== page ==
Choosing a D&O Renewal Date
By McGriff Executive Risk Advisors
Specialists in Executive, Professional, Cyber, and Transaction Risk Insurance
We are often asked by clients and prospects whether one renewal date is better than another. We’ve put together a few helpful pieces of advice for consideration on picking the renewal date that works best for your organization.
Hard versus soft market
During a hard market, a renewal in the first half of the year is advisable while underwriters still have new business goals to reach. Once those numbers are reached, carriers often lack motivation to write new business. In fact, in 2020, some underwriters exceeded their new business quota by the second quarter. In a soft market, however, sometimes the need to meet sales quotas can result in some good deals late in the year, particularly for challenging risks.
A company’s given internal sales and conference cycle, board meeting schedule, and financial reporting deadlines can create stress internally around the time obligations associated with an executive risk renewal. It is important to consider these internal factors when choosing an insurance renewal timeframe to ensure that a sufficient amount of attention can be given to the process, particularly in a hard market where more conversations with carriers may be required.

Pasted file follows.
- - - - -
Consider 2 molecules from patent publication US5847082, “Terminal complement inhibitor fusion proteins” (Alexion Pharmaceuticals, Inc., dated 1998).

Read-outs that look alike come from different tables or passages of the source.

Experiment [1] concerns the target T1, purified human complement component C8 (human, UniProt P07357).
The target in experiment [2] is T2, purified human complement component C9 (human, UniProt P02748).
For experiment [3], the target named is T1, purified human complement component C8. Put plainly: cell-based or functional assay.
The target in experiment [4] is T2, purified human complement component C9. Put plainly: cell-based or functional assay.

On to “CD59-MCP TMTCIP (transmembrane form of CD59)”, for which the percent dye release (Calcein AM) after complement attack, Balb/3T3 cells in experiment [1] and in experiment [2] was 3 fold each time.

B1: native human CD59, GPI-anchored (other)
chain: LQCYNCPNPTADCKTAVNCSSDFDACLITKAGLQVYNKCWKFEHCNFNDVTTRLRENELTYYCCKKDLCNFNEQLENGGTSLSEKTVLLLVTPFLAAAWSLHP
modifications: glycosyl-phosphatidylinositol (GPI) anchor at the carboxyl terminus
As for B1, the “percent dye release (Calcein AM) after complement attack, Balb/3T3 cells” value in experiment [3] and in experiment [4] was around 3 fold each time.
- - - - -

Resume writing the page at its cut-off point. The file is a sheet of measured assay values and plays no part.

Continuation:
Depending on the complexity of the Property & Casualty insurance renewal and whether the same individuals are responsible for both P&C and executive risk, some insureds prefer to spread the dates out so as to alleviate the application, underwriting meeting, and information gathering burden.
Dates to avoid
Avoiding certain dates is frankly more important than choosing the perfect renewal date. To maximize underwriter attention, we recommend avoiding the end or beginning of each quarter. In particular, April 1, July 1, and January 1 tend to be heavy renewal dates for many underwriters. Having a renewal on one of these dates can mean an insured can struggle to compete for underwriter attention and bandwidth.
Timing of annual financials
D&O insurance is designed in large part to insure against losses to a corporate balance sheet. As a result, the more recent the financials, the better able carriers are to underwrite to them. For private companies, many carriers won’t accept audited financials that are more than six months old. For public companies, carriers will look to both annual financials and the most recent quarterly financials. The farther out from those that an insured is, the more pressure insureds may feel from underwriters to reveal insider information. Recent financials help alleviate that concern.
Focus tends to decrease and vacation time tends to increase between Thanksgiving and New Year’s Day for many industries, not just insurance. Add to that the fact that public company renewal dates are usually based on the date of IPO and because few IPOs go off between Thanksgiving and Christmas, this is a slower time for many underwriters and thus a common vacation time for many. Additionally, stamp capacity can become a problem late in the year for programs underwritten through the London markets.
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